His main duty was in de-coding messages from the German. Alan became known within the department as a vital role in the decryption and collection of vital messages for the British. After the war ended, Turing spent all of his time developing what would later be known as the first digital computer design. His development was not accepted by his colleagues, and so he moved on to Manchester University where he would create the form for the basis for the field of artificial intelligence. It was in 1951 that he was elected a fellow of the Royal Society.

Arrest and Peculiar Death

In 1952, Alan Turing was arrested for homosexuality, which was considered to be a lewd and punishable act at that time in Britain. He was given the option of imprisonment or chemical castration. He chose castration and began taking estrogen injections ordered by the government. He also lost his position at Bletchley. During that time, homosexuals were considered a high risk for blackmail.

It was on June 7, 1954, just sixteen days before his 42nd birthday, that Alan Turing died of cyanide. He had bitten into an apple that was poisoned with the lethal chemical. His mother and many of his close friends believe his death to be accidental since Alan ate an apple daily and was always experimenting with chemicals that may have mistakenly tainted the apple. Others claim that he was obsessed with the witch’s character in the tale of Snow White and the Seven Dwarfs and this is why he at apples daily and perhaps even poisoned himself. The world may never know exactly what happened to Alan Turing.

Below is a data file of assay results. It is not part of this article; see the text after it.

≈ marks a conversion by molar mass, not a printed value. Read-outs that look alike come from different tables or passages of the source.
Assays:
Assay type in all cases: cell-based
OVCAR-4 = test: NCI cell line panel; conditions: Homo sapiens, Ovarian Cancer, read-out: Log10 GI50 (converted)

Impact Still Felt Today

Today, some suggest that the apple logo for the Apple Computer is a homage to Alan Turing. When Steve Jobs was asked about this by Stephen Fry, he replied, “God, we wish it were.”

More recently, on Christmas Eve 2013, Queen Elizabeth II pardoned Alan Turing. An excerpt from “Now Know Ye,” states, “that We, in consideration of circumstances humbly represented unto Us, are Graciously pleased to extend Our Grace and Mercy unto the said Alan Mathison Turing and to grant him Our Free Pardon posthumously in respect of the said convictions.”

Through the years there have been countless inventions and theories that are related to the works of the late Alan Turing. The story of both his life and death can only be summed up by the words of Alan Turing himself, which are, “We can only see a short distance ahead, but we can see plenty there that needs to be done.”